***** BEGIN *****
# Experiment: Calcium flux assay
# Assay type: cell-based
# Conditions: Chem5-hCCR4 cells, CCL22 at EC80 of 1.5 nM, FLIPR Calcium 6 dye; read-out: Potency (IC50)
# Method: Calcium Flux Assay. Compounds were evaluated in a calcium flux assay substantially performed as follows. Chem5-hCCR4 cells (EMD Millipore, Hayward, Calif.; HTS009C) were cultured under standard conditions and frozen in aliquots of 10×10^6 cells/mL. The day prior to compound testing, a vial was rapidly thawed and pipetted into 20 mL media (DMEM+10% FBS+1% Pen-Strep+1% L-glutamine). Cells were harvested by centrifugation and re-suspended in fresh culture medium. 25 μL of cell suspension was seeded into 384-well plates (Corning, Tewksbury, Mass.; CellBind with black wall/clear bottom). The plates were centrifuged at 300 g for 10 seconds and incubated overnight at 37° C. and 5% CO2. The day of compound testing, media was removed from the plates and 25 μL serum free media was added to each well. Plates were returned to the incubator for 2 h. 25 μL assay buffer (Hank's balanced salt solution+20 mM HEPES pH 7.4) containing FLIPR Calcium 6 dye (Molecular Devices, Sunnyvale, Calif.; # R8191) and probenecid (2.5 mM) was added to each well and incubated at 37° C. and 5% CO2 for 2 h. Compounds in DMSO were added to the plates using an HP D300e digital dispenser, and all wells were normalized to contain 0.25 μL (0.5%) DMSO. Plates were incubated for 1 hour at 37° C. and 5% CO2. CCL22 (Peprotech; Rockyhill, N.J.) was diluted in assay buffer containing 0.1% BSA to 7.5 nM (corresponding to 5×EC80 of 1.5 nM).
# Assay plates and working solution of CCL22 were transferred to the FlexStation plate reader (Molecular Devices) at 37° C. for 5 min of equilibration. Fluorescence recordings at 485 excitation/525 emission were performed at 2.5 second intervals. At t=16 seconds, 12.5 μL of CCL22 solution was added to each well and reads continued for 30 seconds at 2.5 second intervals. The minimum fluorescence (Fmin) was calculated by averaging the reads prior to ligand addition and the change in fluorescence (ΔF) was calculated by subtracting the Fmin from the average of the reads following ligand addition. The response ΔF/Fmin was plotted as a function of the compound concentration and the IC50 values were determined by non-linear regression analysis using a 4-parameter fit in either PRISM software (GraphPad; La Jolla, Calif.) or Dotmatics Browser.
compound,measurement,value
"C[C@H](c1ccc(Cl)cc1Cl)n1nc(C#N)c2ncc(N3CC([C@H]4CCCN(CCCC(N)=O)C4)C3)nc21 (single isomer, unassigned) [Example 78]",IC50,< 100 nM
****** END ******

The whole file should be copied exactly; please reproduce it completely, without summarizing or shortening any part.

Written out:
# Experiment: Calcium flux assay
# Assay type: cell-based
# Conditions: Chem5-hCCR4 cells, CCL22 at EC80 of 1.5 nM, FLIPR Calcium 6 dye; read-out: Potency (IC50)
# Method: Calcium Flux Assay. Compounds were evaluated in a calcium flux assay substantially performed as follows. Chem5-hCCR4 cells (EMD Millipore, Hayward, Calif.; HTS009C) were cultured under standard conditions and frozen in aliquots of 10×10^6 cells/mL. The day prior to compound testing, a vial was rapidly thawed and pipetted into 20 mL media (DMEM+10% FBS+1% Pen-Strep+1% L-glutamine). Cells were harvested by centrifugation and re-suspended in fresh culture medium. 25 μL of cell suspension was seeded into 384-well plates (Corning, Tewksbury, Mass.; CellBind with black wall/clear bottom). The plates were centrifuged at 300 g for 10 seconds and incubated overnight at 37° C. and 5% CO2. The day of compound testing, media was removed from the plates and 25 μL serum free media was added to each well. Plates were returned to the incubator for 2 h. 25 μL assay buffer (Hank's balanced salt solution+20 mM HEPES pH 7.4) containing FLIPR Calcium 6 dye (Molecular Devices, Sunnyvale, Calif.; # R8191) and probenecid (2.5 mM) was added to each well and incubated at 37° C. and 5% CO2 for 2 h. Compounds in DMSO were added to the plates using an HP D300e digital dispenser, and all wells were normalized to contain 0.25 μL (0.5%) DMSO. Plates were incubated for 1 hour at 37° C. and 5% CO2. CCL22 (Peprotech; Rockyhill, N.J.) was diluted in assay buffer containing 0.1% BSA to 7.5 nM (corresponding to 5×EC80 of 1.5 nM).
# Assay plates and working solution of CCL22 were transferred to the FlexStation plate reader (Molecular Devices) at 37° C. for 5 min of equilibration. Fluorescence recordings at 485 excitation/525 emission were performed at 2.5 second intervals. At t=16 seconds, 12.5 μL of CCL22 solution was added to each well and reads continued for 30 seconds at 2.5 second intervals. The minimum fluorescence (Fmin) was calculated by averaging the reads prior to ligand addition and the change in fluorescence (ΔF) was calculated by subtracting the Fmin from the average of the reads following ligand addition. The response ΔF/Fmin was plotted as a function of the compound concentration and the IC50 values were determined by non-linear regression analysis using a 4-parameter fit in either PRISM software (GraphPad; La Jolla, Calif.) or Dotmatics Browser.
compound,measurement,value
"C[C@H](c1ccc(Cl)cc1Cl)n1nc(C#N)c2ncc(N3CC([C@H]4CCCN(CCCC(N)=O)C4)C3)nc21 (single isomer, unassigned) [Example 78]",IC50,< 100 nM